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Understanding Extrinsic and Intrinsic Motivation in Your Students

By Paul Dagnall

What motivates your students?

Do they have a genuine interest in your topics and material, or are they just checking a box on their way to a degree? 

Would your students do optional readings and assignments?

Two Types of Motivation

Intrinsic motivation is the natural, inherent drive to pursue something and seek out challenges and new horizons [1]. People do what they enjoy. Extrinsic motivation is any reason someone does something other than the joy of the task. Employees rarely work if they are unpaid. 

Many people are intrinsically motivated to listen to music, follow a sports team, or binge-watch a TV series. In higher ed, an instructor for Psychology 101 will usually be able to differentiate between students who are psych majors and those who are non-majors. How? The evidence of a student’s intrinsic motivation is thoughtful questions, enthusiasm, and effort, while extrinsically motivated students require the threat of bad grades or a reward to move them forward. 

Instructors really like having intrinsically motivated students in class. No doubt about it, but by no means are the extrinsically motivated students stuck in a world of carrots and sticks. 

Here are some ways you can use an understanding of intrinsic and extrinsic motivation to help your students connect with you and your content...


Create Intrinsic Motivation By Providing Options

You can increase intrinsic motivation by creating opportunities for satisfying accomplishment [2], and the best way to do this is to give your students options. You can’t predict what is intrinsic to each student, so the thing that is satisfying to Katie may not be satisfying to Jerome; however, if you allow students to choose their own adventure, there are three things that can come out of that: 

  1. The students will enjoy the choice they selected more than a single forced option. 
  2. Students will intrinsically feel more ownership of their learning because they were given a measure of control, and completing the task will be more satisfying. 
  3. As the instructor, you will learn more about your students’ interests, and consequently, be able to help them make meaningful connections to your content. 


Create Intrinsic Motivation Through Persuasion

Some of your students just aren’t believers in what you’re teaching yet. How can you persuade them otherwise? Sometimes it just takes a story. If you share a personal story from your career where the concepts you’re teaching were critically important to you, your students just might start listening in a new way. Good stories about yourself are magical in that they can create a bridge between you and your students, and that bridge can support the weight of your content.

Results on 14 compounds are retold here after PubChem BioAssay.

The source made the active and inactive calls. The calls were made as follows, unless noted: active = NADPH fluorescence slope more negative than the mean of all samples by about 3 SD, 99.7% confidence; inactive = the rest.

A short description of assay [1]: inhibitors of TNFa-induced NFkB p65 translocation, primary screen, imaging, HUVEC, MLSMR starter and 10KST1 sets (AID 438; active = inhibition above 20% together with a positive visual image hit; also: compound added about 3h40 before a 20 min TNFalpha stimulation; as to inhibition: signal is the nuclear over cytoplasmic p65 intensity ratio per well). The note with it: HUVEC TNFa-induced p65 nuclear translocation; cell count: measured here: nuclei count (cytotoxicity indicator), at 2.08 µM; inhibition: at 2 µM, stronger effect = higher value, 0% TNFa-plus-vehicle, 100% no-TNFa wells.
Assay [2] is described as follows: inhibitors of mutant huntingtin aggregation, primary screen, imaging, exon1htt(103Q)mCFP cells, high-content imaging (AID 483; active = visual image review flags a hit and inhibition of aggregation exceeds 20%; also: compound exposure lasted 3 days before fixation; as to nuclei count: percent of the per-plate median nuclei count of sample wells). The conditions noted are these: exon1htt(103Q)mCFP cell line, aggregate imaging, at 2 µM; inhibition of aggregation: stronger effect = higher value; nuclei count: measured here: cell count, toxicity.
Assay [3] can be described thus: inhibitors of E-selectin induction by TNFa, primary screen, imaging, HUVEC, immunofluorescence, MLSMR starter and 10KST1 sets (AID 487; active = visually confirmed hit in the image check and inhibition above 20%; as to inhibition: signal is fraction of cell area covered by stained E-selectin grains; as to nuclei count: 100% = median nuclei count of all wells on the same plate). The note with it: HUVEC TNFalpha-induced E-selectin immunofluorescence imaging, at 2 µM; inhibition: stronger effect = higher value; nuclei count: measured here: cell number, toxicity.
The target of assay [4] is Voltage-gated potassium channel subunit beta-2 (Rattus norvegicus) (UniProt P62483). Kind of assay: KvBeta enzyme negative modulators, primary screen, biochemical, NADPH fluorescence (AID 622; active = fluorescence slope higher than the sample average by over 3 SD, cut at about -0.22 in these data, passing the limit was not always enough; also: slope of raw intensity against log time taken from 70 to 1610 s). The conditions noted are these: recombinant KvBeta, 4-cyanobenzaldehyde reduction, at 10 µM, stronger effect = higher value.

Don’t Abandon the Carrot and Stick

The tools of extrinsic motivation, rewards and punishments, have traditionally been overused; however, with some creativity, they can perform their functions in more positive ways. Start with rewarding the activities you know lead to positive outcomes. For example, offer some extra credit for turning work in early. This might lead to struggling students asking questions before the actual due date. Gasp!

Punishment is a harsh word. Let’s call them deterrents. Creatively think of ways to deter behaviors that lead to failure. If skipping reading assignments is a problem, nothing strikes fear into the heart of a student like a pop quiz about the reading they didn’t do. Oof! That’s more classic than creative, but it does require you to think through the questions and plan ahead.


Next Steps

The big takeaway from this is that even though some students are not naturally going to be intrinsically motivated, there are ways you can grow and cultivate extra interest and enjoyment around your subject area. If you’re successful you might be the instructor that gets the comment, “I really didn’t think I would be interested in this class, but I actually really liked it, and I learned a lot.”

Spend some time thinking about your students and your courses. Think about how to motivate them, and reach out to the Center for Online Learning for assistance. We staff instructional designers who are intrinsically motivated to help you with these sorts of things.



  1. Di Domenico, Stefano I.; Ryan, Richard M. (March 24, 2017). "The Emerging Neuroscience of Intrinsic Motivation: A New Frontier in Self-Determination Research". Frontiers in Human Neuroscience.
  2. Dirksen, J. (2015). Design for How People Learn (Voices That Matter) (2nd ed.). New Riders.
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